A round-up of the main news stories this week. [Transcript provided below]
Building Societies Growing as Trust in Banks Falls
A recent survey shows that only a quarter of people believe that their banks care about their best interests. And it is now thought that building societies could end up replacing banks as the main regional lenders. Financial services firm KMPG said that half of the 47 building societies it had analysed were showing clear signs of profitability. The societies’ customer assets have also increased, as disgruntled consumers have turned away from bank and towards institutions that have remained clear of the mis-selling scandals.
Lloyds TSB Practices Exposed
And another scandal has struck high-street banks this week, threatening to dent public trust in banks even further. Just days after Lloyds’ chief executive criticised the bonus-led banking culture in the UK, staff at the bank revealed how an aggressive sales culture and commission-based pay structure was forcing them into acting against customers’ best interests. The Financial Services Authority, which regulates banks in the UK, said it was down to institutions themselves to amend such poor practice, but that it was ready to enforce any changes it thought necessary.
Brits Turn to Expensive Credit to Pay Essential Bills
Millions of Brits are turning to expensive forms of credit to pay off their essential household bills. Though the overall level of unsecured credit is falling, a study by Santander suggests that 15% of people are drawing an average of £172 on their credit cards every month. 2% of people are relying on payday loans, which can command an annual interest rate of over 4,000%. Santander suggests that paying bills as soon as possible after payday could avoid expensive additional borrowing. It also recommends checking price-comparison sites, such as Which4U, for better deals on domestic bills such as gas and electricity.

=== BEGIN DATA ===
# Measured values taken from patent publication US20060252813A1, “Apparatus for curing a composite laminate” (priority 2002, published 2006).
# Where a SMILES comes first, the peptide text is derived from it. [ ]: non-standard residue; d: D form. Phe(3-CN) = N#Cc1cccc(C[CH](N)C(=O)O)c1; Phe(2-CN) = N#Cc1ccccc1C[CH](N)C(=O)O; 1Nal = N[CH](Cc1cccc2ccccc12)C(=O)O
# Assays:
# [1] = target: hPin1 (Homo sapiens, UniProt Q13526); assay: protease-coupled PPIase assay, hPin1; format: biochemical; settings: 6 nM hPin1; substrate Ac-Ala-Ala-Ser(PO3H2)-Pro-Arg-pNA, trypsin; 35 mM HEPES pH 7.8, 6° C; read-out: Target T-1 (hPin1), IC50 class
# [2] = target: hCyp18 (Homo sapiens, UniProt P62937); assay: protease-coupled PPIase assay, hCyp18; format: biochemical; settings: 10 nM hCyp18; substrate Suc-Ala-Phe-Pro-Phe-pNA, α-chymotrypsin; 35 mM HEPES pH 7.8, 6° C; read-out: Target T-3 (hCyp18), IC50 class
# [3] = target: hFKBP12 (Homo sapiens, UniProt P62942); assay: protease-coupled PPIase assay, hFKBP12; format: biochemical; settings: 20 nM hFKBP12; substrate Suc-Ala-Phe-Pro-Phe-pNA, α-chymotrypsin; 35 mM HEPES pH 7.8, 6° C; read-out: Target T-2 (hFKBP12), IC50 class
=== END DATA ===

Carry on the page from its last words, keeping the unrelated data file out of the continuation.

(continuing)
‘Direct’ Mortgage Approach Not Convincing
And finally: More people are pursuing mortgages ‘directly’ – that is, in person or through speaking to their bank – but the majority are not convinced that they have found the best offer through this approach. A survey of almost 1,700 borrowers revealed that only a third believed that they had conducted a thorough enough search to ensure they had found the best deal for them. The number of new mortgages advanced in August was down by 8% on the previous year, figures reveal. But the number of first-time buyer deals is slowly beginning to increase as the government’s Funding for Lending scheme begins to make its impact felt.
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